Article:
Policing the Unions is a five-part series that examines the renewed friction between police unions and politicians in the wake of unrest over George Floyd’s death, and the dynamics at play in efforts to reform law enforcement. Part One looked at the political pressure unions are facing. Part Two focused on police reform legislation. Part Three examined the difficulties in firing police officers deemed unfit for the job. Part Four showed how police unions often stick by officers accused of excessive force. Part Five, below, focuses on possible changes to police collective bargaining.
Police chiefs and politicians, frustrated by union bosses, have held up collective bargaining agreements as impediments to police reform and barriers to getting rid of bad cops.
In the wake of George Floyd’s death, they are now calling for union contracts to get extra scrutiny and for states to revisit their police officer “Bill of Rights” — and remove any provisions that have hampered accountability.
“Each individual community is going to have to look at the provisions of that contract,” Houston Police Chief Art Acevedo, who is also president of the Major Cities Chiefs Association (MCCA), told Fox News. “And each state legislature will have to look at the provisions of the police officer Bill of Rights.”
Police chiefs and local leaders argue that powerful unions have negotiated contracts and pushed for state reforms that make it harder for chiefs to boot out problem cops and replace them with fresh officers who embrace policing reforms. In some communities, the contracts are more problematic than others. “Not all unions are built the same,” Acevedo said.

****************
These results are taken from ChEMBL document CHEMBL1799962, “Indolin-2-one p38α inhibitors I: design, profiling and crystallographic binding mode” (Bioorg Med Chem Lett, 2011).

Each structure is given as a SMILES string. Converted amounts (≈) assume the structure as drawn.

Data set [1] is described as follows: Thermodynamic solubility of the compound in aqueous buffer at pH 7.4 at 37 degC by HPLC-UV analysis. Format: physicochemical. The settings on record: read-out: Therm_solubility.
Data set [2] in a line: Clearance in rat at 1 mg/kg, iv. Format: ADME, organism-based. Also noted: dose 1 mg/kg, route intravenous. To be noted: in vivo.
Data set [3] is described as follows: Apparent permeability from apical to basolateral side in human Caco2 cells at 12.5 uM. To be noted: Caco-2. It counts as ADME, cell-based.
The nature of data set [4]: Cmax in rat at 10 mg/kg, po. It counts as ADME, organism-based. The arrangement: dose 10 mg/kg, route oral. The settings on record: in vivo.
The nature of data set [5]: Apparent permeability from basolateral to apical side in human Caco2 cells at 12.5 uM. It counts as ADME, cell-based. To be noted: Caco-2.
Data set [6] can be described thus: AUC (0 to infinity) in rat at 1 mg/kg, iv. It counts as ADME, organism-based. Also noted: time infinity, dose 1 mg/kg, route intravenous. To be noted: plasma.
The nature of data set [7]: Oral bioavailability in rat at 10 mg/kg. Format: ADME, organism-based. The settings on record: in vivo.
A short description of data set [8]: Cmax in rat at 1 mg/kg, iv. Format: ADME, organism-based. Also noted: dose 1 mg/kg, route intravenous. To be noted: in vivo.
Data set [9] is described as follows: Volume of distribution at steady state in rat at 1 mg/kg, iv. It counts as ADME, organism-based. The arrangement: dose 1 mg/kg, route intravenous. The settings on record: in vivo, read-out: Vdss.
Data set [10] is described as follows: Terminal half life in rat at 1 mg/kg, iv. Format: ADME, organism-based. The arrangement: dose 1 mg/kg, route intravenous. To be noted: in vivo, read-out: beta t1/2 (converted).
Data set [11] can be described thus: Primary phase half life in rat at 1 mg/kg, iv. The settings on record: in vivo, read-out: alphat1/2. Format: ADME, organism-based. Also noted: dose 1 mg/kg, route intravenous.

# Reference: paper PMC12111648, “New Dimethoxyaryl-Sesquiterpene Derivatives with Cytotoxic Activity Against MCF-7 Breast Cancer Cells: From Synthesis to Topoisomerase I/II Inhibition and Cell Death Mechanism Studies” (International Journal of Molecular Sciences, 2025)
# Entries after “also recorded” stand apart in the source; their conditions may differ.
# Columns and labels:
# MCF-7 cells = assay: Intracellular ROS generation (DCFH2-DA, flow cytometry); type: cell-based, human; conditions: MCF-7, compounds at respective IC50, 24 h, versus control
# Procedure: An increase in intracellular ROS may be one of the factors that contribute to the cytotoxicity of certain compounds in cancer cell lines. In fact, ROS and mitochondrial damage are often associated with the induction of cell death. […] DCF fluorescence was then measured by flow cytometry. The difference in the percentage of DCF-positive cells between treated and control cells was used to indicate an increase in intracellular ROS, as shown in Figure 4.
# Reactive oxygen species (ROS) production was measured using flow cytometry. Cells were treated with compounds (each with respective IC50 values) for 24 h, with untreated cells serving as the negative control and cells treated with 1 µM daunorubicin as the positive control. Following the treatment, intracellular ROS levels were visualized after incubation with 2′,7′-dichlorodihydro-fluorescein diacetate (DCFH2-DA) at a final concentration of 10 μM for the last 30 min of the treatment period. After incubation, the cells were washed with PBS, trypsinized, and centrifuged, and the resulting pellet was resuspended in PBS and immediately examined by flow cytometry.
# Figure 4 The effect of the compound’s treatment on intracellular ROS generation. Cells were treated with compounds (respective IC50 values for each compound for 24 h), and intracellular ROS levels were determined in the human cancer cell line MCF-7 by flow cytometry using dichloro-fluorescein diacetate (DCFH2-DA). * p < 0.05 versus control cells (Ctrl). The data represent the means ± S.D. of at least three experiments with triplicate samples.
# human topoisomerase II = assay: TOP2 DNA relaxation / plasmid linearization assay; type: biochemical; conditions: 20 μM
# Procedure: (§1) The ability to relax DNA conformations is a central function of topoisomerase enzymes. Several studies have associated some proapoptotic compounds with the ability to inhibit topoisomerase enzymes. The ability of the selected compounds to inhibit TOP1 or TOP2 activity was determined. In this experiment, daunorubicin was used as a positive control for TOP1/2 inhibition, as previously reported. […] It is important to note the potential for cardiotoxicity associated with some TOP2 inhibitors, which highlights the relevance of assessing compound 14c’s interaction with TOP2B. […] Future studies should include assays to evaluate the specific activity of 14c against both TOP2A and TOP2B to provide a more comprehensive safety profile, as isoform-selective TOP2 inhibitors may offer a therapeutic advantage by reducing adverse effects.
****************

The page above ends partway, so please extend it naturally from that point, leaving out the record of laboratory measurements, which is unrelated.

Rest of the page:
The calling out of collective bargaining contracts has made an already-tense relationship between labor unions and management even more fraught. Union negotiating has hit major roadblocks, as a result, in cities like Minneapolis and Buffalo, where officers have been criminally charged for police incidents of excessive force. The Minneapolis police chief earlier this month announced the city police department was withdrawing from union contract negotiations.
Unions, feeling demonized, have fought back and said there’s nothing in union bargaining agreements that prevents police chiefs from implementing discipline or prosecutors from leveling charges — as evidenced by the wave of criminal charges against cops.
“I want to forcefully reject the argument advanced that somehow this nation’s problems in policing are directly related to labor [unions] … After a policing failure of this magnitude, the nation deserves solutions not deflections,” Patrick Yoes, president of the Fraternal Order of Police, told U.S. senators last week in a policing hearing. “I agree wholeheartedly that law enforcement executives should use every appropriate legal authority to hold their officers accountable. Unions have an important part to play in America.”
The Center for Public Integrity found that police contracts typically include language to hide complaints against police officers from the public, arbitration clauses that sometimes force police departments to rehire cops and provisions to bar police departments from immediately interrogating or firing officers after egregious acts of misconduct, known as a “cooling off” period that critics pan as time for cops to get their story straight.
“Union contracts themselves often contain provisions that are antithetical to the kind of reform that you’re seeking,” Jonathan M. Smith, executive director of the Washington Lawyers’ Committee for Civil Rights and Urban Affairs, told Fox News.